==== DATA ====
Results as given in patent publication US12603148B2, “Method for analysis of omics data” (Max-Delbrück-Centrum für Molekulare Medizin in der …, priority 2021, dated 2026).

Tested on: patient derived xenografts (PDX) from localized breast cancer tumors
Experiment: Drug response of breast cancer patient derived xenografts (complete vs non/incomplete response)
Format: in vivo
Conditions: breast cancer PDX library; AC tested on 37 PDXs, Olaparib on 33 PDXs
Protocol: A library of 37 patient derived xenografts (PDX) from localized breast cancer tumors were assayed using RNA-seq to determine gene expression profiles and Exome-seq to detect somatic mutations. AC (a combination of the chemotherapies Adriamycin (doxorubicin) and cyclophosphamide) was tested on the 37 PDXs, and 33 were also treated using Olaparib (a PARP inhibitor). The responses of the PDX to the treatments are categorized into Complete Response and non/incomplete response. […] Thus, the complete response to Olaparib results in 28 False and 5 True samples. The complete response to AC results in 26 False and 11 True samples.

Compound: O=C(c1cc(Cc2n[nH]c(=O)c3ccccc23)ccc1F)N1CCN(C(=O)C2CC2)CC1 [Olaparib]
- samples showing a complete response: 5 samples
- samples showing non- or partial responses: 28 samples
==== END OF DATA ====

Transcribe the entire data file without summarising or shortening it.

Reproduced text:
Results as given in patent publication US12603148B2, “Method for analysis of omics data” (Max-Delbrück-Centrum für Molekulare Medizin in der …, priority 2021, dated 2026).

Tested on: patient derived xenografts (PDX) from localized breast cancer tumors
Experiment: Drug response of breast cancer patient derived xenografts (complete vs non/incomplete response)
Format: in vivo
Conditions: breast cancer PDX library; AC tested on 37 PDXs, Olaparib on 33 PDXs
Protocol: A library of 37 patient derived xenografts (PDX) from localized breast cancer tumors were assayed using RNA-seq to determine gene expression profiles and Exome-seq to detect somatic mutations. AC (a combination of the chemotherapies Adriamycin (doxorubicin) and cyclophosphamide) was tested on the 37 PDXs, and 33 were also treated using Olaparib (a PARP inhibitor). The responses of the PDX to the treatments are categorized into Complete Response and non/incomplete response. […] Thus, the complete response to Olaparib results in 28 False and 5 True samples. The complete response to AC results in 26 False and 11 True samples.

Compound: O=C(c1cc(Cc2n[nH]c(=O)c3ccccc23)ccc1F)N1CCN(C(=O)C2CC2)CC1 [Olaparib]
- samples showing a complete response: 5 samples
- samples showing non- or partial responses: 28 samples